With Warner Bros. Discovery (NASDAQ:WBD) stock now down almost 50% from its pre-merger price, I recently looked to see if, despite my earlier trepidations, this new price made a buy “irresistible,” as some have argued.
The stock may well be undervalued … but there’s a chance it’s not, and at any rate, I wouldn’t call it irresistible. Warner Bros. Discovery has one big cloud hanging over an otherwise strong business besides its levered balance sheet.
Is Warner Bros. Discovery Stock A Good Value?
With the S&P 500 trading at approximately a 20 P/E, Warner is a steal if you think this level of earnings is feasible.
However, this shows that the case pushed in some areas that Warner (NASDAQ:WBD) is a screaming buy is slightly exaggerated. Unless Warner makes significantly more profit than predicted, even recovery to average P/E will leave it selling at less than $20 per share – well below where it was trading just six months ago, when its predecessor Discovery entered the last Warner merger at $30 per share.
Of course, the forward P/E ratio is only as good as the profit expectations you enter. Is Warner (NASDAQ:WBD) positioned to outperform the market? Is it at risk of underperforming? These, as we all know, are crucial questions.
Warner Bros. Discovery’s Three Segments
Because the merger was finalized recently, full integration of its many constituent pieces hasn’t even begun, let alone been finished. As a result, I will use a sum-of-the-parts approach to evaluate it.
The new Warner Bros. Discovery is made up of three distinct parts:
The Discovery cable networks, including those acquired in the merger with the previous Scripps firm just a few years before this newest merger, are all focused on reality, lifestyle, and infotainment (true crime, biographies, science & technology, and so on). The Discovery+ streaming service exemplifies this.
The Turner cable networks include the news network CNN. These are still so entrenched in the old-line pay-TV monopoly that, with the demise of CNN+ after only one month of existence, they don’t have a streaming service. These networks have typically welcomed a mix of scripted and sports content, with a dash of reality TV thrown in for good measure. Turner Classic Movies also provides it with a prominent presence in that subcategory.
Warner Bros. and HBO
Most experts are focusing their attention on Warner’s non-Turner division. HBO Max is Warner Bros.’ new streaming service. With so much digital ink previously spilt on the subject here at Seeking Alpha – including by this author – I won’t go over all that has been written about it again to make way for the fundamental question I believe is crucial. To summarize, the choice to invest substantially in expansion has significantly impacted EBIT in this category. Despite a 50% increase in sales and doubling marketing and content spending, the previous HBO segment’s EBIT profit of roughly $600 million has changed into a $60 million loss.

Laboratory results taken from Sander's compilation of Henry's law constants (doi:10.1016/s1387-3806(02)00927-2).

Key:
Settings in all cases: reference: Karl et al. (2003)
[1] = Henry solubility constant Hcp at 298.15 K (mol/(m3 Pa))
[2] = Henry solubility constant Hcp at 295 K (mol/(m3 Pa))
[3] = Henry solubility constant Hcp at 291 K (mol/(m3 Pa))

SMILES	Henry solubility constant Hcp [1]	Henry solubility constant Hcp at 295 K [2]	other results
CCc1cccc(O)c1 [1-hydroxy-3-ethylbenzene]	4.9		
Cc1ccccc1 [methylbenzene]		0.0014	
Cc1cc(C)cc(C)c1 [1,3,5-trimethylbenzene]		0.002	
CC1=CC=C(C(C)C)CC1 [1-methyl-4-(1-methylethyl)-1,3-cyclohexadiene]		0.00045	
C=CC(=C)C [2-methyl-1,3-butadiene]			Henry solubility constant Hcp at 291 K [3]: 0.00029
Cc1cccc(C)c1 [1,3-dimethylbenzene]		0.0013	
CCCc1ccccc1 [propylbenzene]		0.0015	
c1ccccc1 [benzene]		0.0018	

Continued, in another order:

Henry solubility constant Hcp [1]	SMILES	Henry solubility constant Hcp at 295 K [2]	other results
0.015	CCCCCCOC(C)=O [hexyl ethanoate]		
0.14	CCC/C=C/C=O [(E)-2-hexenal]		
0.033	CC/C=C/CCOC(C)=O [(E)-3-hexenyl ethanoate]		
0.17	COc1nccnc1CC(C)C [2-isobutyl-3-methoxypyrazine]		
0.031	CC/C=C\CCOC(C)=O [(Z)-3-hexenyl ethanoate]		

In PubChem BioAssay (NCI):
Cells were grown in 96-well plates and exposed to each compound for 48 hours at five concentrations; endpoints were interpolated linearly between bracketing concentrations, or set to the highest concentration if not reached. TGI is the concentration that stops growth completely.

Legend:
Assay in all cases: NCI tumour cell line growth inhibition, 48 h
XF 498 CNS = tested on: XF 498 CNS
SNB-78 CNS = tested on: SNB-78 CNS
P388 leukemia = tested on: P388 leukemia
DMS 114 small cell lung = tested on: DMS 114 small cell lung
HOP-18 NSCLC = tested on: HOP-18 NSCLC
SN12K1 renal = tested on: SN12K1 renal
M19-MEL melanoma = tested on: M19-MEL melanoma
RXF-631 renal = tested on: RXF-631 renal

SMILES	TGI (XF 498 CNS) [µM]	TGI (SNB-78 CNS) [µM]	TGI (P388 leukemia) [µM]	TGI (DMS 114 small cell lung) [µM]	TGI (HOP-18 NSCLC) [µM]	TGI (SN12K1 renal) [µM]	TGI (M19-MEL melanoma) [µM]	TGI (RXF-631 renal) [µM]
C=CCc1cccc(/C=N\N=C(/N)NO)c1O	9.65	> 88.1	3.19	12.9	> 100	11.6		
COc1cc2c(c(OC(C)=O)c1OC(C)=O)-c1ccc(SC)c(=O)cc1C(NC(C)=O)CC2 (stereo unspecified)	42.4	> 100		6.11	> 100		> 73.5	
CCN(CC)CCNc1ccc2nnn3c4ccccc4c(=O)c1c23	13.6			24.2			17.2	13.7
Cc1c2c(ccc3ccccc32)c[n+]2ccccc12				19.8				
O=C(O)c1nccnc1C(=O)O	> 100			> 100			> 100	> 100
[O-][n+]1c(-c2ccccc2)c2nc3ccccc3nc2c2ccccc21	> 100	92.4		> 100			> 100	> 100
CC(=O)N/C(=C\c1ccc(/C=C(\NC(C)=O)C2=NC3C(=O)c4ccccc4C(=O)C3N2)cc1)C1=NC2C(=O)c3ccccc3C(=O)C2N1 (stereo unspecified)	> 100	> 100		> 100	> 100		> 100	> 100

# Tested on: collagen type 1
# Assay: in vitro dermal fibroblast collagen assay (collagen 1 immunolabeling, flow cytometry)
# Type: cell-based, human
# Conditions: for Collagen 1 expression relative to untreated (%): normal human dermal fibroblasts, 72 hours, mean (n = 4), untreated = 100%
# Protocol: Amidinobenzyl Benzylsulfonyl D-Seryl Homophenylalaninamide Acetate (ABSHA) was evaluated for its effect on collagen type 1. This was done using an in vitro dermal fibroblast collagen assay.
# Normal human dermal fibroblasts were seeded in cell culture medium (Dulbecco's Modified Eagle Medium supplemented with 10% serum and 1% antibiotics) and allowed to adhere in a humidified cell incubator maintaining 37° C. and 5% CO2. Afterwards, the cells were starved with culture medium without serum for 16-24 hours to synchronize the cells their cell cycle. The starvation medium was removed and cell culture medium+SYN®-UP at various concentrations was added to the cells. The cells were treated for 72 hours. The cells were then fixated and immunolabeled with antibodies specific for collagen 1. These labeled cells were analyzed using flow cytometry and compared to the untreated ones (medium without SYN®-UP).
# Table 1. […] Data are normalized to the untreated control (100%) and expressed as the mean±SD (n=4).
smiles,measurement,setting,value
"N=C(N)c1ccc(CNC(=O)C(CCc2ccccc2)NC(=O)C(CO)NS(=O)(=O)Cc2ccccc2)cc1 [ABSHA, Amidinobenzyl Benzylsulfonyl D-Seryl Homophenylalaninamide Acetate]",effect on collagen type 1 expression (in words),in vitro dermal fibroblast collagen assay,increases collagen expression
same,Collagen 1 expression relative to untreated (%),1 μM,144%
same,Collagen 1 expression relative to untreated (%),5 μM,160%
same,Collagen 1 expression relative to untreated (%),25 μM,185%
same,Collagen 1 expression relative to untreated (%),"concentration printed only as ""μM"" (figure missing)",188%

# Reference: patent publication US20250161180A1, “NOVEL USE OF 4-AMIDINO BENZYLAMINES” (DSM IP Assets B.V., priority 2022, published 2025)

I’ll be optimistic here because I’m about to be gloomy and pencil in a continuance of pre-COVID profit levels of roughly $4.5 billion in “Segment Operating Income” from 2019, which excludes several important charges under AT&T’s accounting. According to AT&T’s filings, roughly one-third of segment operating income does not make it to EBIT for different reasons, so I’ll call it $3 billion in EBIT. I know this may seem too low to some. Still, the devastation currently engulfing Netflix and Disney (DIS) provides circumstantial evidence that investors should be wary about projecting big earnings for even a large streaming operation.
WBD Financial Model
Whatever figure you use for Turner, the final step is to subtract interest and taxes from EBIT. I’ll be using the statutory federal rate of 21%. Debt is a little more complicated; interest rates rise as the Fed combats inflation. Leaving Turner aside for the moment, only $10 billion of the $57 billion debt needs to be refinanced until 2032. Still, longer-dated debt is currently at 5% interest. Refinancing will certainly be at that level, especially if WBD (NASDAQ:WBD) is viewed as more hazardous by then.
Debt will consume $3.14 billion in annual payments at a weighted 5.5% interest rate. Subtracting that from the $6.5 billion anticipated for non-Turner businesses yields $3.36 billion, less 21% taxes yields roughly $2.65 billion per year, which at 20 P/E yields a corporation with a $53 billion market cap even without Turner. The stock is currently worth roughly $35 billion. That would imply a fair stock price of more than $21 per share.
However, if the firm is foolish enough to renew and then the pay-TV bundle falls, Turner may potentially go negative, dragging the other divisions down with it. That is the ultimate horror scenario, and fair value could fall even lower than it is now.
Ultimately, whether or not WBD (NASDAQ:WBD) is a viable buy, even at current low prices, depends on whether Zaslav truly plans to double or triple Turner’s sports presence. I’d also keep an eye on how high-interest rates rise and how much extra EBIT is required to cover them. But, to be honest, even with Warner Bros. Discovery’s overly stretched balance sheet, what Zaslav chooses on Turner is secondary.
I am a hold and am avoiding the stock, even though I believe it is slightly oversold at present levels.
Featured Image: Megapixl @Merkuri2